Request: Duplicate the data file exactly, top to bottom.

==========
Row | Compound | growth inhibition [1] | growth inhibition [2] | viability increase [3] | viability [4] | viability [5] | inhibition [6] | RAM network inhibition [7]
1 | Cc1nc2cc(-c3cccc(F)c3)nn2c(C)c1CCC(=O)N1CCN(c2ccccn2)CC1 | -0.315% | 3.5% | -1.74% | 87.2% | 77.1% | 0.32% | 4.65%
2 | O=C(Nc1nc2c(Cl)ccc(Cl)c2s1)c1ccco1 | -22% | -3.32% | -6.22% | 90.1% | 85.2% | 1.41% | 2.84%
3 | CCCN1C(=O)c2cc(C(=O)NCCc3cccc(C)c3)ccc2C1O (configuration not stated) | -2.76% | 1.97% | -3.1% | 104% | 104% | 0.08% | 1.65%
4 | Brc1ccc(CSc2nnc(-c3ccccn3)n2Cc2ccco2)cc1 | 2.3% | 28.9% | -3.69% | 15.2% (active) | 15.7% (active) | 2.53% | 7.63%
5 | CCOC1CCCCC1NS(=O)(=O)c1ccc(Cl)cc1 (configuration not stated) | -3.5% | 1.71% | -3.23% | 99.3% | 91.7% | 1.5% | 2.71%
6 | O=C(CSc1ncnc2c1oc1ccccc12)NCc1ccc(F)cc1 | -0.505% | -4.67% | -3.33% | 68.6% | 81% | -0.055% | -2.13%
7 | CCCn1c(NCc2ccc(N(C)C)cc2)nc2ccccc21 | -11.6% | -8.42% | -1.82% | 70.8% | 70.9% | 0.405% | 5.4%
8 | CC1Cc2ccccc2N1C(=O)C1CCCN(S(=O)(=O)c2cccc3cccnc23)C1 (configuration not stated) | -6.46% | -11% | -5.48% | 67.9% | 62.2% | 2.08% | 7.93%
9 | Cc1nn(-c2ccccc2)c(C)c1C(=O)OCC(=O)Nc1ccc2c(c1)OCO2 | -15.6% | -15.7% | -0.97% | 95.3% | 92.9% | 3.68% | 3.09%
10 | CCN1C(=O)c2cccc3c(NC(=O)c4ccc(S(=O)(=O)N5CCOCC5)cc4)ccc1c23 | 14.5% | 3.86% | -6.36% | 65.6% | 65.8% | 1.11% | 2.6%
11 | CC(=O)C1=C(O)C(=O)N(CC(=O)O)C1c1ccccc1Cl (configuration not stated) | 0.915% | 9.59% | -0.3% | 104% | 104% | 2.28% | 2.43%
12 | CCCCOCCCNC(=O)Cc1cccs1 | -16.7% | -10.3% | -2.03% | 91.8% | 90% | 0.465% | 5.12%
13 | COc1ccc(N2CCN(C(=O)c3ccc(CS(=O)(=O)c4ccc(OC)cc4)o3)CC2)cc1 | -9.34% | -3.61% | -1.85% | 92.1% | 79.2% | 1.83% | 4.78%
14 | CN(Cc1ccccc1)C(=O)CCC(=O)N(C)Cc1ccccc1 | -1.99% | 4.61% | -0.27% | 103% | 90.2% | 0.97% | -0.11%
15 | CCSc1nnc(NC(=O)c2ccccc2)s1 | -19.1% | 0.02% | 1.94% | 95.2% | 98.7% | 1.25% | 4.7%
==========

Row | Compound | growth inhibition [1] | growth inhibition [2] | viability increase [3] | viability [4] | viability [5] | inhibition [6] | RAM network inhibition [7]
1 | Cc1nc2cc(-c3cccc(F)c3)nn2c(C)c1CCC(=O)N1CCN(c2ccccn2)CC1 | -0.315% | 3.5% | -1.74% | 87.2% | 77.1% | 0.32% | 4.65%
2 | O=C(Nc1nc2c(Cl)ccc(Cl)c2s1)c1ccco1 | -22% | -3.32% | -6.22% | 90.1% | 85.2% | 1.41% | 2.84%
3 | CCCN1C(=O)c2cc(C(=O)NCCc3cccc(C)c3)ccc2C1O (configuration not stated) | -2.76% | 1.97% | -3.1% | 104% | 104% | 0.08% | 1.65%
4 | Brc1ccc(CSc2nnc(-c3ccccn3)n2Cc2ccco2)cc1 | 2.3% | 28.9% | -3.69% | 15.2% (active) | 15.7% (active) | 2.53% | 7.63%
5 | CCOC1CCCCC1NS(=O)(=O)c1ccc(Cl)cc1 (configuration not stated) | -3.5% | 1.71% | -3.23% | 99.3% | 91.7% | 1.5% | 2.71%
6 | O=C(CSc1ncnc2c1oc1ccccc12)NCc1ccc(F)cc1 | -0.505% | -4.67% | -3.33% | 68.6% | 81% | -0.055% | -2.13%
7 | CCCn1c(NCc2ccc(N(C)C)cc2)nc2ccccc21 | -11.6% | -8.42% | -1.82% | 70.8% | 70.9% | 0.405% | 5.4%
8 | CC1Cc2ccccc2N1C(=O)C1CCCN(S(=O)(=O)c2cccc3cccnc23)C1 (configuration not stated) | -6.46% | -11% | -5.48% | 67.9% | 62.2% | 2.08% | 7.93%
9 | Cc1nn(-c2ccccc2)c(C)c1C(=O)OCC(=O)Nc1ccc2c(c1)OCO2 | -15.6% | -15.7% | -0.97% | 95.3% | 92.9% | 3.68% | 3.09%
10 | CCN1C(=O)c2cccc3c(NC(=O)c4ccc(S(=O)(=O)N5CCOCC5)cc4)ccc1c23 | 14.5% | 3.86% | -6.36% | 65.6% | 65.8% | 1.11% | 2.6%
11 | CC(=O)C1=C(O)C(=O)N(CC(=O)O)C1c1ccccc1Cl (configuration not stated) | 0.915% | 9.59% | -0.3% | 104% | 104% | 2.28% | 2.43%
12 | CCCCOCCCNC(=O)Cc1cccs1 | -16.7% | -10.3% | -2.03% | 91.8% | 90% | 0.465% | 5.12%
13 | COc1ccc(N2CCN(C(=O)c3ccc(CS(=O)(=O)c4ccc(OC)cc4)o3)CC2)cc1 | -9.34% | -3.61% | -1.85% | 92.1% | 79.2% | 1.83% | 4.78%
14 | CN(Cc1ccccc1)C(=O)CCC(=O)N(C)Cc1ccccc1 | -1.99% | 4.61% | -0.27% | 103% | 90.2% | 0.97% | -0.11%
15 | CCSc1nnc(NC(=O)c2ccccc2)s1 | -19.1% | 0.02% | 1.94% | 95.2% | 98.7% | 1.25% | 4.7%